GPs and Private Practices The Insync Insurance Podcast

Please Introduce Yourself

Leke: Alright, so hello. Thank you for inviting me. My name is Leke, I’m a GP and functional medicine doctor, and I’m sure the first thing people think is what’s a functional medicine doctor?

It’s a form of alternative or complementary medicine that looks at the root cause of disease and not just treating symptoms. So it really focuses on prevention and root cause medicine as opposed to just symptomatic treatment.

How did you get into medicine?

Speaker 2 00:01:03 It’s medicine. Oh, my dad was a surgeon so I grew up in a medical household. So yeah, he just came by osmosis probably. I’m not a surgeon but at least still in the medical field.
Speaker 1 00:01:15 That’s absolutely brilliant. Did you um, end up having like maybe a different career path that you would’ve taken or was it definitely
Speaker 2 00:01:24 Um, I think I realized surgeon was too busy , so I thought gp, I like variation so I thought GP was the next best thing. But actually GP is actually so busy. Mm-hmm , it’s probably worse than surgery. I don’t know. Depends
Speaker 1 00:01:39 . So my next question is kind of what advice would you give to doctors just starting out?
Speaker 2 00:01:45 Good one. Um, I would say one, keep an open mind. Uh, so listen to patients. Patients might tell you things you don’t know, so medical textbooks haven’t got all the answers and I’d say take care of yourself is so important.
Speaker 1 00:02:02 Oh definitely. Um, thinking a bit, so I know when you first started out, what was something that surprised you when you started as a doctor?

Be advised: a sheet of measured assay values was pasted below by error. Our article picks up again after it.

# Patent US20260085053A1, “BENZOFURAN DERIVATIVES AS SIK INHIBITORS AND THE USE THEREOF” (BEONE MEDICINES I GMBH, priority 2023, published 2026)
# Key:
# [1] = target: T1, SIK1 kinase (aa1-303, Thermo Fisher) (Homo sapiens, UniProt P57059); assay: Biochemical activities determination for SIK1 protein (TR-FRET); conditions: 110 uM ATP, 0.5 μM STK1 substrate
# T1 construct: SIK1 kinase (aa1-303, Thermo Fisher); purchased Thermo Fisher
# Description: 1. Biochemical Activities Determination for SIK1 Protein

Speaker 2 00:02:13 Surprise me. Hmm. I think the body is quite resilient so it’s not easy to die. I know it sounds weird. Yeah. Your body has very numerous coping mechanisms, so yeah, your body’s quite resilient.

What Prompted you to Branch out into the Private Sector?

Leke: Yeah, so that was due to necessity probably so many years ago. I developed really strange symptoms, gut symptoms, aches and pains being tied all the time. Pins and needles in my fingers, really vague symptoms. So I saw different consultants and different specialties and had all the tests you could imagine and they could never find anything at all. So I thought something must be missing. I didn’t actually just live with it, I just thought they, the best people can’t find it.

I’m just properly a strange person. But when I started the GP training I realized there were lots of patients in the same boat. So that even spurred me more to look for answers. So that’s how I came across functional medicine and researched everything I could find and then I got quite good at it cause I didn’t heal myself after seeing lots of practitioners and reading everything I could find, going to different conferences, then I thought, ‘oh I think I’m onto something here’. I can help other patients. And that’s how I started Gut Health Medic and yeah, to help patients with similar vague symptoms. Typically, chronic disease things which GPs can fix things which consultants can fix.

Dawn: That’s amazing. So obviously you’ve kind of found that over your own issues, which is, you know, not necessarily the best way to start off with the business idea, but then you kind of find almost a gap where actually not all of the things is as simple to diagnose, which is a shame, but unfortunately. But at the same time, it’s great because you’ve actually come to this realization about Gut Health Medic and helping other people.

Could you go into more depth about Gut Health Medic?

Leke: So when I started about three years ago, I was quite lucky the demand was quite high. So I’ve actually got up about six months wait now, unfortunately. And after Covid, well Covid in a way obviously helped me. I mean, because people developed really strange symptoms from Covid I think. And I think the prolonged lockdowns also maybe increased people’s stress levels in a way. So I had lots of demand from that side of things.